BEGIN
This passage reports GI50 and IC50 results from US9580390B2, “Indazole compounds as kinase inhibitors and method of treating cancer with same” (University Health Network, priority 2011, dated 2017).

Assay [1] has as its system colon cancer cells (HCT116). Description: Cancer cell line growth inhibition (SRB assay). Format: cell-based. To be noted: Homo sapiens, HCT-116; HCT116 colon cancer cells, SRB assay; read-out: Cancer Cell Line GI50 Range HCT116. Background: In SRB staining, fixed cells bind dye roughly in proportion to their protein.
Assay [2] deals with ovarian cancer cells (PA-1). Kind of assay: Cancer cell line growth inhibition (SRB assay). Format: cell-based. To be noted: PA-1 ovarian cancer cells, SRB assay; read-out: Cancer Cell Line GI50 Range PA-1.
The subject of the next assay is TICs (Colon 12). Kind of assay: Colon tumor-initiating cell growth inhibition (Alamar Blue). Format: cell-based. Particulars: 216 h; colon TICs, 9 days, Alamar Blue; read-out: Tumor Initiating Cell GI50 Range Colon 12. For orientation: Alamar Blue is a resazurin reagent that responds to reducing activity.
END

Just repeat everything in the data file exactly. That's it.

This passage reports GI50 and IC50 results from US9580390B2, “Indazole compounds as kinase inhibitors and method of treating cancer with same” (University Health Network, priority 2011, dated 2017).

Assay [1] has as its system colon cancer cells (HCT116). Description: Cancer cell line growth inhibition (SRB assay). Format: cell-based. To be noted: Homo sapiens, HCT-116; HCT116 colon cancer cells, SRB assay; read-out: Cancer Cell Line GI50 Range HCT116. Background: In SRB staining, fixed cells bind dye roughly in proportion to their protein.
Assay [2] deals with ovarian cancer cells (PA-1). Kind of assay: Cancer cell line growth inhibition (SRB assay). Format: cell-based. To be noted: PA-1 ovarian cancer cells, SRB assay; read-out: Cancer Cell Line GI50 Range PA-1.
The subject of the next assay is TICs (Colon 12). Kind of assay: Colon tumor-initiating cell growth inhibition (Alamar Blue). Format: cell-based. Particulars: 216 h; colon TICs, 9 days, Alamar Blue; read-out: Tumor Initiating Cell GI50 Range Colon 12. For orientation: Alamar Blue is a resazurin reagent that responds to reducing activity.